Health care disparities exist and have devastating impacts on the health and well-being of under-represented communities. The flaws are deeply rooted and need a nation-wide commitment to address healthcare in the US in general. So, the question for me is, what issues can Chapman University and Crean College tackle that will have a local impact on health care?
What we can do is educate health care providers who are ethnically diverse, who are committed to working in underserved communities, and who will advocate for those whose access to care is limited.
The so-called “Fauci Affect” is reportedly drawing more students into health science careers. How is Crean College uniquely poised to serve this new interest in medical careers?
We know from student applications to our physician assistant studies program that this is a medical career sought after by many. This was before COVID-19 and driven by the widening gap between the demand for health care as access to care expanded and the limited supply of emerging health care professionals.
The Fauci Affect is really raising the awareness of the importance of undergraduate and graduate programs in public health and the dramatic increase in applications to bachelor, masters and doctoral programs in public health.
The important role played by public health professionals will not wane once the public health issues related to COVID-19 are behind us. The role of public health professionals grappling with the impact of climate change on local, regional, national and global health will be front and center.
Thus, I see an ongoing demand for public health professionals into the future. Developing degree programs in public health requires national accreditation and a significant commitment of resources. Clearly, the idea is worth exploring, though.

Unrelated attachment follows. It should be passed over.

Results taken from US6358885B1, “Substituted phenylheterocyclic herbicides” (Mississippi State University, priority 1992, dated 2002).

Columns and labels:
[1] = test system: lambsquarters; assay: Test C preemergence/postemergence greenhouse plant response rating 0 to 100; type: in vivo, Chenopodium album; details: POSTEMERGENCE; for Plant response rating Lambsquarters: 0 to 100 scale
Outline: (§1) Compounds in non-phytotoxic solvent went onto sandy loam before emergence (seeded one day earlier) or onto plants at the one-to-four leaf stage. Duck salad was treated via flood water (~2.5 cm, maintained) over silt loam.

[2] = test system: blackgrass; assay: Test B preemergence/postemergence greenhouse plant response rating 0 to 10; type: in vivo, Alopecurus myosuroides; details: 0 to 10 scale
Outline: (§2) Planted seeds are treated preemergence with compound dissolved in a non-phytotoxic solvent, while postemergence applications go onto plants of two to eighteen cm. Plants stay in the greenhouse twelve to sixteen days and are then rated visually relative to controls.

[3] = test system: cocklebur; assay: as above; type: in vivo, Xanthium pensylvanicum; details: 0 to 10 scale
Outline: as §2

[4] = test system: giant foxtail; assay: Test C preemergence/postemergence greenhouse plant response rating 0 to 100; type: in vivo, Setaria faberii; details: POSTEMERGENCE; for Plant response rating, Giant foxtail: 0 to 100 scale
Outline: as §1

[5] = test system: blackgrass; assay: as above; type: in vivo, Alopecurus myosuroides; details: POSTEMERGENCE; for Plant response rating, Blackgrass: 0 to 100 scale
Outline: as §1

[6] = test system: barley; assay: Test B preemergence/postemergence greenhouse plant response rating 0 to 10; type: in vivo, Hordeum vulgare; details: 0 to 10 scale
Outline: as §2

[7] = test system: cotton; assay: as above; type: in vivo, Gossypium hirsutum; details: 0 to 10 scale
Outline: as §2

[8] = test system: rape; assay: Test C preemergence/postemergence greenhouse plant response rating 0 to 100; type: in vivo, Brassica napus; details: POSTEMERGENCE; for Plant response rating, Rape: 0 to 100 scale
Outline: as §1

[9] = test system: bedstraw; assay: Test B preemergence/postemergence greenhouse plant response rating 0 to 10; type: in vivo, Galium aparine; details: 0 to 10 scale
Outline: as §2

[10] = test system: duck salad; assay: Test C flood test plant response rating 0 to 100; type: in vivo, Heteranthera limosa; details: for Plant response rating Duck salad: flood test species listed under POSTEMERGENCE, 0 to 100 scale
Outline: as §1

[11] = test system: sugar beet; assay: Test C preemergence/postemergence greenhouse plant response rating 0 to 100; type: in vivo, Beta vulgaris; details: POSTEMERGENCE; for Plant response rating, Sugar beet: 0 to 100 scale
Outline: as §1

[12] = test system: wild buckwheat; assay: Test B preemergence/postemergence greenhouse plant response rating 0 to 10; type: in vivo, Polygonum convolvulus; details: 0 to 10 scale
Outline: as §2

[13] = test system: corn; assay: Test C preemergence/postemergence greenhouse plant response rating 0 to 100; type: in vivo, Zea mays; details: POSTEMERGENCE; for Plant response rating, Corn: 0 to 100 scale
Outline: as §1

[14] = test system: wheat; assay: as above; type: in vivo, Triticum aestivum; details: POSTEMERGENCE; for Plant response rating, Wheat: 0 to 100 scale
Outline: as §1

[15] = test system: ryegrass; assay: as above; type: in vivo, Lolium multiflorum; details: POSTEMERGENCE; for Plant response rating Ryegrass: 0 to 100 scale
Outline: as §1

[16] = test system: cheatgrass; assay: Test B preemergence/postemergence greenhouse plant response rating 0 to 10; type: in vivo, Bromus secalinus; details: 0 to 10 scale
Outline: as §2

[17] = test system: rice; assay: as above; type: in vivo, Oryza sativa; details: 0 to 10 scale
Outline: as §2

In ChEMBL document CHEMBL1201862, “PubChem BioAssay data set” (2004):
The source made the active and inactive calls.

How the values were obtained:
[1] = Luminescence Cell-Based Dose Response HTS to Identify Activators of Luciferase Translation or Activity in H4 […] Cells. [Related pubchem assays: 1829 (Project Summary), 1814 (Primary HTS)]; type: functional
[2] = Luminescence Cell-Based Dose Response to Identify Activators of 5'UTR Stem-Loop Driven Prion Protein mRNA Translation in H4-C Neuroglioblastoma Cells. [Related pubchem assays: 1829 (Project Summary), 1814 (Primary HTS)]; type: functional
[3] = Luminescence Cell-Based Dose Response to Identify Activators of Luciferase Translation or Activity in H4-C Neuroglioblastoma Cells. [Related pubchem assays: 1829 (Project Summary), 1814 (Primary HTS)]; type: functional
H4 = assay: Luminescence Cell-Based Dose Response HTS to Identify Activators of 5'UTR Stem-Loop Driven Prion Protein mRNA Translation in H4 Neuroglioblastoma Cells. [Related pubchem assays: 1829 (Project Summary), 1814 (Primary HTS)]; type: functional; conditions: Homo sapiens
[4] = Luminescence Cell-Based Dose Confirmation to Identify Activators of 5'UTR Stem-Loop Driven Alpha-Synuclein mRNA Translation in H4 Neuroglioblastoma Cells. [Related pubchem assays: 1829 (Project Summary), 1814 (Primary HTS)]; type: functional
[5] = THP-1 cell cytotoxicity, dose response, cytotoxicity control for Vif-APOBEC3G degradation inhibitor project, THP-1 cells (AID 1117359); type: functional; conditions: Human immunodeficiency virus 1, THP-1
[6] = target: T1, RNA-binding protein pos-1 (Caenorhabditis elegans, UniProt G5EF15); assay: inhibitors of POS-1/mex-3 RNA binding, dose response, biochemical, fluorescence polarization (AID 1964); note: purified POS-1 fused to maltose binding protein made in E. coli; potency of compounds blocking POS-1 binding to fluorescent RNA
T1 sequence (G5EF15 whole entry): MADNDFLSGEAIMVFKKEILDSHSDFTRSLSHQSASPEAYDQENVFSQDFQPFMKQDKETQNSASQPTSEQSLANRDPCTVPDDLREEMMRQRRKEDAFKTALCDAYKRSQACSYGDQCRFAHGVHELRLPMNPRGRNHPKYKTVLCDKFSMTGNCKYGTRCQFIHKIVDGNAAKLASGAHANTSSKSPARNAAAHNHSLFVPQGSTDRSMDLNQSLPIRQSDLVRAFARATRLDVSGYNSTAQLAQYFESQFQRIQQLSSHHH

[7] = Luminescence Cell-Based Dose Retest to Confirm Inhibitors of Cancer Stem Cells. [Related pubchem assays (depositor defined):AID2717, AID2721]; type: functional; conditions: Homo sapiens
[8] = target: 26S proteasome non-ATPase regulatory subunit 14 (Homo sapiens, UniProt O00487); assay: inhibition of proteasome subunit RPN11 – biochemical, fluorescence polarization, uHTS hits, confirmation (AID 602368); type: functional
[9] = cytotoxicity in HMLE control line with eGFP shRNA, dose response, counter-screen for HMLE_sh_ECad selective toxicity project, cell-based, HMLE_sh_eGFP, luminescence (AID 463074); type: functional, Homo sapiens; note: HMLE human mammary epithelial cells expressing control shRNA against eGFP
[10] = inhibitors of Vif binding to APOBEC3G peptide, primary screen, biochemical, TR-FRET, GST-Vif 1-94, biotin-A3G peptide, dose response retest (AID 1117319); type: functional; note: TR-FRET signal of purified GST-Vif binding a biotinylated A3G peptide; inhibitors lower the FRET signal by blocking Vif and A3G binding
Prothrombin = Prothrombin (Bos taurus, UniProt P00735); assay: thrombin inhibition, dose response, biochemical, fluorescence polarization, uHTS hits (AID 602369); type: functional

How would you describe your day-to-day approach to teamwork?
I have a talented team of department chairs, associate deans and dean’s office staff who work together to advance the teaching and research goals of the college. The team consists of highly motivated, responsible individuals who are independent problem-solvers and who actively seek out new initiatives to move the college forward. We meet as a team monthly to address common challenges and opportunities, and I meet with each member monthly to discuss challenges and opportunities specific to their specific role in the college.
Additionally, each knows I am committed to their individual development and will provide resources for professional growth. Thus, for me, teamwork works best if members of the team are empowered to work independently while keeping the goals of the college at the heart of their work and communicating and coordinating with their colleagues.
What leadership advice can you share with others in the higher education world?
Identify a team of highly responsible, capable, motivated members who believe in the aspirations for, in my case, the college. Know that the future of your college, or program, is not about you, but the emerging leaders. Empower and develop those emerging leaders.
Learn more about Crean College of Health and Behavioral Sciences.